Is life ultimately meaningless? For anyone who bothered to read the 1905 page suicide note by Mitchell Heisman, a nihilist who spent 5 years writing the note before dressing all in white and shooting himself in the head with a 38 while standing on the steps of a Memorial Church in Harvard Yard, one may actually think so.
But his sister Laurel didn't think so. After his death, said said she wishes she could have "made him see more of the beauty of life, and
how we create our own value and give our own meaning to life."
Religion tries to anchor that meaning outside of ourselves. It gives those who feel hopeless some hope that there is a larger story that they are a part of, and that no matter how bad things get, Heaven awaits all those who patiently suffer all of "the slings and arrows of outrageous fortune" that life can hurl at them.
In truth, the ultimate answer to the meaning of life that religion offers never lives up to its billing. Like a food that claims to satisfy all hunger pains forever after, the "meaning of life" that religion offers does not actually satisfy people's quest to find the ultimate meaning of life. If it did, people would not need to go to constantly reinforce that "answer" by praying, reading their bible or other religious books, and going to Church every Sunday, just to try and continually convince themselves that the "answer" they have found is the right one.
Worse, however, is the ultimate vanity and hubris that comes from thinking that we, among all other species of intelligence, have been given the ability to ask the question "what is the meaning of life" for no other reason than that we can actually "know" or discover such a meaning that must lay outside of ourselves.
Why, we are left to wonder, does our desire for "meaning" lead us to conclude that such a "meaning" must exist that is external to the one we provide? How could we ever determine that any answer we come up with - including answers related to God, religion, an eternal afterlife, etc - are not ideas that have been transmitted to us from an omnipotent, heavenly "being," but are simply ideas that we alone have come up with from our own mind?
After all, that the former may feel far more satisfying to us does not mean it would feel that way to plenty of others. Nor does the fact that it may feel more comforting to us to think that way in anyway confirm that it must therefore be true.
But why oh why must need to know the meaning of everything? Can we not look at a beautiful landscape like a masterful piece of art and appreciate it without having to know what it all must "mean"? Why must everything "mean" something anyway? And is not this quest to find some ultimate meaning to everything itself simply showing an all too human prejudice for elevating human thought over the enjoyment of human experience?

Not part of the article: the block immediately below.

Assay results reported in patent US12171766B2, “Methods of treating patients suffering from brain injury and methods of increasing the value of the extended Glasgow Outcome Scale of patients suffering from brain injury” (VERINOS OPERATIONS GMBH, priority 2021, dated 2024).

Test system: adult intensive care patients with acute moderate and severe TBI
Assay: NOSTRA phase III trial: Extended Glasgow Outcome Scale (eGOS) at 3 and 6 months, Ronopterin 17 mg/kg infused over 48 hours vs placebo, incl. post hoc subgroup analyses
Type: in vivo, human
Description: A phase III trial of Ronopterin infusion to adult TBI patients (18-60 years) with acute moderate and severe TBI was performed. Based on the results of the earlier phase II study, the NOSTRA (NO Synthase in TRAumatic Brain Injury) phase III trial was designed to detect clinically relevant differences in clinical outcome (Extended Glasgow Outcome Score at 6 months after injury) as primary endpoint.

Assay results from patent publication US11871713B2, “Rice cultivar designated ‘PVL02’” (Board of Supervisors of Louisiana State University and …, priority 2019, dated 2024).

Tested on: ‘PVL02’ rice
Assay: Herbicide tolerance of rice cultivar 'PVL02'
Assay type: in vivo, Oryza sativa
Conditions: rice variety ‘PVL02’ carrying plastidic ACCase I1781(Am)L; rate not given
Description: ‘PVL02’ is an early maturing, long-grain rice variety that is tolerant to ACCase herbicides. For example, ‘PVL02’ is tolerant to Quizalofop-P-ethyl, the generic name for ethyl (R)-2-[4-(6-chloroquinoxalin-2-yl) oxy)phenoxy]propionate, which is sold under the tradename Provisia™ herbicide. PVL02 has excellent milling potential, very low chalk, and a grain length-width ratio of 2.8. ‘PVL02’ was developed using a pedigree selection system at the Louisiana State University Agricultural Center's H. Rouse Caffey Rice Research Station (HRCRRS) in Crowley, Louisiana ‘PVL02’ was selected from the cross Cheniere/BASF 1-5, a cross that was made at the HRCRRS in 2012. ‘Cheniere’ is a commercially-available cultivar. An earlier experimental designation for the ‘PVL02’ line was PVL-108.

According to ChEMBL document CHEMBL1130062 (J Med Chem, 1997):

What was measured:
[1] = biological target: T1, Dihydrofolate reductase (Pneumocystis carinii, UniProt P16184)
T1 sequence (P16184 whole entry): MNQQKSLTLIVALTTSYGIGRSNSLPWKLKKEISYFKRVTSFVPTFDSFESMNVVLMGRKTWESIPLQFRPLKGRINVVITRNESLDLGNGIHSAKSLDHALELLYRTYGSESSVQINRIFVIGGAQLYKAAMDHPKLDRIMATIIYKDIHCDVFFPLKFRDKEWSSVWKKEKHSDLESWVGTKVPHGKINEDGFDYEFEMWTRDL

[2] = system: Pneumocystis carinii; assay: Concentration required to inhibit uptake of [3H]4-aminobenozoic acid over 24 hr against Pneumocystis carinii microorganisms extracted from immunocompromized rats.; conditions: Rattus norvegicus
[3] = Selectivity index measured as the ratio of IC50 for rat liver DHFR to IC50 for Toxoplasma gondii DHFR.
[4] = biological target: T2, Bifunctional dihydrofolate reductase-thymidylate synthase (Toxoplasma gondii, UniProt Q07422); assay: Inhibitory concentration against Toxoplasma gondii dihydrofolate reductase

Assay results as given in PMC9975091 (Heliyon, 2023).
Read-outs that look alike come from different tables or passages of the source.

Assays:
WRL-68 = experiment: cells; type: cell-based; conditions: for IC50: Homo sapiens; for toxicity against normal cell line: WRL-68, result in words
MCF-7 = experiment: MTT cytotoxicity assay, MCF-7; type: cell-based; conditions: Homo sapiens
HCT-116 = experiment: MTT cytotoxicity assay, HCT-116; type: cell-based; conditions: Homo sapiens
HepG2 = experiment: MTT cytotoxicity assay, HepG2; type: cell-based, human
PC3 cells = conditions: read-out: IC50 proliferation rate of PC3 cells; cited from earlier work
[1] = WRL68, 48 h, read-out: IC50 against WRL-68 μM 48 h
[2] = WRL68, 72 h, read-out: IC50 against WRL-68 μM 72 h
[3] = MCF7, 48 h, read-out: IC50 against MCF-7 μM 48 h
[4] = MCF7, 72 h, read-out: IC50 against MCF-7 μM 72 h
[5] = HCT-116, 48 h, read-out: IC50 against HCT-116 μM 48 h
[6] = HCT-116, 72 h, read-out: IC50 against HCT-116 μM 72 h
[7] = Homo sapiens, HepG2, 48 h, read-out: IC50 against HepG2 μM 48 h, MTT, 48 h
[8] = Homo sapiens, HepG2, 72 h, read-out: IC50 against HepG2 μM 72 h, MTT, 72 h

That many of us (but certainly not all) may want or even "need" to have a "meaning of life" to allay our anxieties says far more about us than it does about whether any such "objective" meaning must actually exist or not. And on a certain level, is it not these very anxieties that we so seek to allay, that drive us to cling so desperately and fearfully to our answers, that we will gladly engage in any manner of immorality to defend?
Indeed, perhaps the very fruit the serpent tempted Adam & Eve with in the Garden of Eden was none other than that they would "be like God," by abandoning the freedom to simply experience life, and instead be forever addicted to having to figure out what it all means.
But by convincing people that there is, and must be, an ultimate "meaning" to life, and that we of all species have been given the specific kind of intelligence necessary to both ask the question and find the answer (an answer which comes from God, no less), may itself be simply a means by which our own curiosity is used agaisnt us by charlatans of every stripe who seek only to enrich and empower themselves by providing us with the answers we may have been simply conditioned since birth to crave and depend on.
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